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There is little about COVID-19 that is clear right now. It has torn through countries, though at varying rates. Death rates have varied, and as time has passed, initial assumptions about who is affected have been shredded, as even young, healthy people have succumbed to the disease. The uncertainty surrounding COVID-19 has been a challenge for everyone, whether a small business owner or public policy expert.
Between Greta Thunberg’s Time ‘Person of the Year’ awards, and almost concurrent end to a do-nothing UN climate talks in Madrid (to borrow from our US Congress lexicon), two things were reinforced, again, these past weeks: the urgency of climate change, and our inability to address it, at least from on-high. Remarkably, however, for an industry that is rooted in evidence, which examines disparities in health and well being across time and space (and especially among groups and sub-groups), and which holds dear an ethical mantra of ‘do no harm,’ Evaluation has done little to either mainstream the role of climate in our own practice, nor to ameliorate the industry’s impact (because, while disparate and far flung, we are an industry).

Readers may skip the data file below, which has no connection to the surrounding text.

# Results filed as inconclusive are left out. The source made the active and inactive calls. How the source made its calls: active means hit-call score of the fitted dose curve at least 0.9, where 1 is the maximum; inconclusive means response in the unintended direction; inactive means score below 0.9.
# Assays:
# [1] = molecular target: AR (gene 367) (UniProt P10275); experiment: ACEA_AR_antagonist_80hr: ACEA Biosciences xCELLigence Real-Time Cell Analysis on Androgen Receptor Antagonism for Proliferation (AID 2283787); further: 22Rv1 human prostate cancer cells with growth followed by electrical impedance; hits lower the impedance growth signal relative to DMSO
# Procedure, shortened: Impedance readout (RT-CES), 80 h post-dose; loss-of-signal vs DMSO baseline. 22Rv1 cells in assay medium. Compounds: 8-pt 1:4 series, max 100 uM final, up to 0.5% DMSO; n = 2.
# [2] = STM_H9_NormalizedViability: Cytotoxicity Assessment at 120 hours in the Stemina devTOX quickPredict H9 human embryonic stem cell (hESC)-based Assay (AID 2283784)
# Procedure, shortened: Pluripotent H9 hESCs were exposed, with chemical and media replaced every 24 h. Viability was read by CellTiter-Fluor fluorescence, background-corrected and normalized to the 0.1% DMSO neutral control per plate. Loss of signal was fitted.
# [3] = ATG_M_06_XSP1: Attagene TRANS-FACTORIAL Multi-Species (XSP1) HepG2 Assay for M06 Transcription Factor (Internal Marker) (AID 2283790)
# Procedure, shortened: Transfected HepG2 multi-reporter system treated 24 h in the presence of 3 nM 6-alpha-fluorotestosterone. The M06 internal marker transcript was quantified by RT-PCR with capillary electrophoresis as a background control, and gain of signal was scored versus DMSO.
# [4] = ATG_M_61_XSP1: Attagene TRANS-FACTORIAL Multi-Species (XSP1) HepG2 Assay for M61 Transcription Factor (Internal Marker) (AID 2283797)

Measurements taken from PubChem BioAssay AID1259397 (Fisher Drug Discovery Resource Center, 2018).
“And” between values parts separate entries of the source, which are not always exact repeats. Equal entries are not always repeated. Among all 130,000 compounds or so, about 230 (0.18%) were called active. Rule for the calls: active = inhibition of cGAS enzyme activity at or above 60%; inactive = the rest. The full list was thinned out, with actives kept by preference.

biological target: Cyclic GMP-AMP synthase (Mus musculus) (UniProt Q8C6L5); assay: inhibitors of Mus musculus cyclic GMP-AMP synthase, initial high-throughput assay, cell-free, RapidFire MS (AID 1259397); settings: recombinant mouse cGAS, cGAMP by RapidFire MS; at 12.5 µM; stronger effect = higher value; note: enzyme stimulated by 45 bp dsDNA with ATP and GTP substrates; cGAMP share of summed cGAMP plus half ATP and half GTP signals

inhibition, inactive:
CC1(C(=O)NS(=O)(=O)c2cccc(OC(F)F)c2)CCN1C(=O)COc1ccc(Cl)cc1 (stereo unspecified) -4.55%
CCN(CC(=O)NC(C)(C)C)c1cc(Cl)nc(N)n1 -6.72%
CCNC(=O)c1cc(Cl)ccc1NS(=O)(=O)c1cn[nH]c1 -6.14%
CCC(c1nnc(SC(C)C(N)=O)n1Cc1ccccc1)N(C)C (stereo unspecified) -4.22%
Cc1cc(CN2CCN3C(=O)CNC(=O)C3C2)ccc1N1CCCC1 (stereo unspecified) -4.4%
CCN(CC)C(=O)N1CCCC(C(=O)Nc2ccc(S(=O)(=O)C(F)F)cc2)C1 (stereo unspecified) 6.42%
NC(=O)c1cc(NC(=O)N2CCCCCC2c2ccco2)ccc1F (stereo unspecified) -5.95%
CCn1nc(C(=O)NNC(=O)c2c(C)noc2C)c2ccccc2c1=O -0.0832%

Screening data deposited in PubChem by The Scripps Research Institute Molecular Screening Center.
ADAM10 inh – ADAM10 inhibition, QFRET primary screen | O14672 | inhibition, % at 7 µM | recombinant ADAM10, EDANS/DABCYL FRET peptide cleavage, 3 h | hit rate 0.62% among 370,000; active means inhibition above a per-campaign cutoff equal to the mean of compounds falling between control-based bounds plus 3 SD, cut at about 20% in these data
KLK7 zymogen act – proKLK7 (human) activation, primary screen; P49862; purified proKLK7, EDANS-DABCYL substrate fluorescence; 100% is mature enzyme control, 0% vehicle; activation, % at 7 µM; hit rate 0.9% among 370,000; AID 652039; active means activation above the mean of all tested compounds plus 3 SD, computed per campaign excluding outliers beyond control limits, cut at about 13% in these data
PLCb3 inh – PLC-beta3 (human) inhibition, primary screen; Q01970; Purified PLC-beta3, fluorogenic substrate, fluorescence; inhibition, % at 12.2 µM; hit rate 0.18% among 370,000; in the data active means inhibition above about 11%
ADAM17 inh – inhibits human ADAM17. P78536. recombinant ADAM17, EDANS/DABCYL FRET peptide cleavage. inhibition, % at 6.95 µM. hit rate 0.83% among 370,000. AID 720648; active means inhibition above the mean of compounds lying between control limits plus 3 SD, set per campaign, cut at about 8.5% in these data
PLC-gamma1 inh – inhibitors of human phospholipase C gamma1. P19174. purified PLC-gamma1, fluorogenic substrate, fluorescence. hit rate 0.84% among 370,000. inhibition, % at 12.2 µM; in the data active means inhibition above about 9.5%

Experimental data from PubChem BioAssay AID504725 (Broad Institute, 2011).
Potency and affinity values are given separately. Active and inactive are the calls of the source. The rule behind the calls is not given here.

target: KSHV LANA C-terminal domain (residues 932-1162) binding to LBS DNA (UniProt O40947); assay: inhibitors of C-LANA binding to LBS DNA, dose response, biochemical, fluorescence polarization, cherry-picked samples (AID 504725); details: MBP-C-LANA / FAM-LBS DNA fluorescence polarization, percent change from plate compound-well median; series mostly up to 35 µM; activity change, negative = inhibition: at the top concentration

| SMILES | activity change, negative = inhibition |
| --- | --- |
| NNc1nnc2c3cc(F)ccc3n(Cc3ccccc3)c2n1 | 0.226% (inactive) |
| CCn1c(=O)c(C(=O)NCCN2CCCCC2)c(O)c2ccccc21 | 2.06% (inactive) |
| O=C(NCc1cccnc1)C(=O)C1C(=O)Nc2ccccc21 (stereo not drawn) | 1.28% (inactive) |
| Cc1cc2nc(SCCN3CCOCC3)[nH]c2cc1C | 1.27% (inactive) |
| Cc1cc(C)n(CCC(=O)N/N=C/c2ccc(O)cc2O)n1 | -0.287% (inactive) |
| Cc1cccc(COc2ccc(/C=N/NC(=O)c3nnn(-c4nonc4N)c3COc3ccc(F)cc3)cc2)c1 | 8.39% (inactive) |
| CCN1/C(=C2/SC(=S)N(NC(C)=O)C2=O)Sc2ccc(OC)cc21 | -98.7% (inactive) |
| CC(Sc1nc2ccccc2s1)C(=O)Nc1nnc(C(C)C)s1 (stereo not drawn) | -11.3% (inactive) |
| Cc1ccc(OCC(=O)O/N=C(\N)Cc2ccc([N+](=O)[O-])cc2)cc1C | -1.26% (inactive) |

The OECD-DAC recently added to its list of evaluation criteria—the de facto norm through which organizations like Causal Design frequently organize evaluations and reporting. Specifically, after a multi-year process of considering how to best adapt its existing criteria, OECD added Coherence: How well does the intervention fit? to the existing and remaining five criteria. Reactions around our proverbial dinner table were appropriately mixed: How does this further a wider learning agenda? How does this differ from the existing Relevance? (which at times already overlaps with Sustainability) What does “fit” actually mean, and how do we use it, and meaningfully?